Friday, 19 December 2014

Top 20 Gigs of 2014

Upon attending over 80 gigs this year, it is only courteous to commend those I come across on the circuit who far exceed this number and refrain from the vanity of a blog. Yet with little shame, the Top Gigs of 2014 has been extended to that other round number of 20 to give further praise to the ever increasing quality of live music that frequents venues of vastly contrasting sizes. So here goes and it’s a pleasure to share a fare portion of my favourite concert experiences of the last twelve months:

All individual reviews are linked to the artist.

A crossover audience needed to appreciate that they had just been in the presence of as pure and true country music as you could ever likely see. The whole show fizzed from start to finish and evolved into a perfect jamboree of roots instrumentation. When the Old Crow Medicine Show land upon our shores they rarely fail to disappoint and left an imprint of high quality music on a packed audience. The added bonus of Parker Millsap supporting iced an already sumptuous cake.

If you wanted live proof of the gender chasm that exists in mainstream country music then witnessing Kacey Musgraves strut her way around the stage and pay utmost respect to every ounce of tradition was a blessing. The whole show oozed of professional class and showcased a young lady with the genre at her feet. Kacey owned every cubic metre of the airspace and delivered an album cemented in country music legacy with a tantalising tease of what is to come.

On several visits to the UK this year, Mary Gauthier further sealed an inseparable bond with audiences over here and intensely transfixed a Birmingham crowd with stellar song writing, story-telling and general aura. ‘Christmas in Paradise’ was just as poignant in October as it will be this holiday season and like so many of Mary’s songs sung live, leave her guitar and vocals before heading straight to your soul.

Dolly owned the wider UK music scene this summer and seeing her arena show in Birmingham proved that the hype for once was genuine. A born entertainer who balances the ultimate crossover appeal, you know that Dolly (the surname is redundant) will find and connect with your sense of appreciation. Regardless whether you were more’ Rocky Top' than ‘9 to 5’ or vice-versa, love was universal in a venue that’s not the usual domain of country music artists.

With their latest album being a pristine live effort, it was a joy to see Ali and JT re-create a little part of SPACE in the cosy confines of the Kitchen Garden Café. While in the throes of a life changing experience with the addition of baby Ida, the seasoned musicians appear settled in their Birds of Chicago format. This show proved to be the perfect platform for them to share their multiple talents.

When in rampant flow and full throttle, it is hard pushed to find a better UK combo playing a brand of meaningful country music than this Alex and Hannah Eton-Wall led band. Maybe gigs aren’t as frequent as fans would like but this makes each Redlands event special. Melodies, harmonies, pedal steel and guitars, the highlights are endless and when you focus on this band, the surroundings are irrelevant.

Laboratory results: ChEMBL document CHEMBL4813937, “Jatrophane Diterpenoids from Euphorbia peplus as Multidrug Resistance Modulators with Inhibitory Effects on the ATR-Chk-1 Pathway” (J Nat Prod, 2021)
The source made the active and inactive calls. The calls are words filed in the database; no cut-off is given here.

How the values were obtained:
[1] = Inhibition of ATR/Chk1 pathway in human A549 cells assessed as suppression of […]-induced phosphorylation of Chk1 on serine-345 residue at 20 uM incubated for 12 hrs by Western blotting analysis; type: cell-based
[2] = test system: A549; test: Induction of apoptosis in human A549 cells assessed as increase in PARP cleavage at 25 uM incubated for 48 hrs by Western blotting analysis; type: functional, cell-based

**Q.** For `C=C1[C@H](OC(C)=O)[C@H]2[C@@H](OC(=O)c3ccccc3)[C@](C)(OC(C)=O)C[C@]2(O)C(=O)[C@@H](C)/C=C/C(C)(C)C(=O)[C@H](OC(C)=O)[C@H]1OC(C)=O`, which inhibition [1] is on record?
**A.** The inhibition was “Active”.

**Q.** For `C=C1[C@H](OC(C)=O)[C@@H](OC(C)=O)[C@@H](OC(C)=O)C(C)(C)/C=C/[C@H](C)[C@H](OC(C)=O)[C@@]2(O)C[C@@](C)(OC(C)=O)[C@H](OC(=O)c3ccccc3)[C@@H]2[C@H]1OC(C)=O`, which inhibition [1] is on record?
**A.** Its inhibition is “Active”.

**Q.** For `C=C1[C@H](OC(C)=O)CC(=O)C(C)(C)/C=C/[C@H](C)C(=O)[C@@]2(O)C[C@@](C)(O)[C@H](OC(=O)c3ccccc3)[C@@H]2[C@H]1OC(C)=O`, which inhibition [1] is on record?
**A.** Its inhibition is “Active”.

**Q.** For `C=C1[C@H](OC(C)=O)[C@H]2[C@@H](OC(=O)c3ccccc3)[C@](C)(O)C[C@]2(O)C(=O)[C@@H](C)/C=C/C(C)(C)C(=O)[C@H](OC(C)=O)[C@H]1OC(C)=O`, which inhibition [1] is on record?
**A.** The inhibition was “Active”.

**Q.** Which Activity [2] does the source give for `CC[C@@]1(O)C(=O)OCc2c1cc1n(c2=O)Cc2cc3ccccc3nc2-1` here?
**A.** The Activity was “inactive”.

SONGS was the name of his new album and that simply summed up this stunning show by a singer-songwriter carrying on the great tradition of Oklahoma troubadours. There is no pretence about John Fullbright and certainly no façade. His live shows are a deep emporium of observation and emotion with musicianship and vocal acumen to transcend the sphere of his appreciation.

In a year which saw a resurgence in country soul (re; Frazey Ford, Shinyribs, Danny Wilson), Willy Vlautin's latest project swarmed the small room at the Hare and Hounds with the blissful vocals of Amy Boone and a sound rich in keys, twang and brass. Being up close and personal to such artistry was a mesmerising experience and many were overjoyed when Willy repeated the shows in different towns towards the end of the year.

Sooner or later, Danny will get a Birmingham turnout worthy of his immense and entertaining talent. In the meantime the privileged few will remain the chosen ones as the Champs carry on regardless, in a style successful in extracting the best bits of country, rock, folk and soul. A Danny free of ailments, a better sound system and a slightly improved turnout saw this year’s show edge into the Top 10.

The blessed country dulcet tones of Zoe Muth finally made their way to the English Midlands c/o Austin and Seattle with the added bonus of a live show that rocked in more imaginable ways than the records. So top marks to Zoe’s touring band, a very healthy Shrewsbury turnout and Zoe herself for playing the delightful and cutting masterpiece ‘If I Can’t Trust You With a Quarter (How Can I Trust You With My Heart.)’ Worth every nickel and dime of the expense to get there.

The gig year opened with Blair sharing the stage with his father at a village hall. By May he was taking city venues by storm with his excellently assembled band and a sound prepared to venture outside the confines of folk. This exciting development from Blair showed an artist prepared to experiment and anybody with his talent dipping their toe into Americana rock is worth a listen.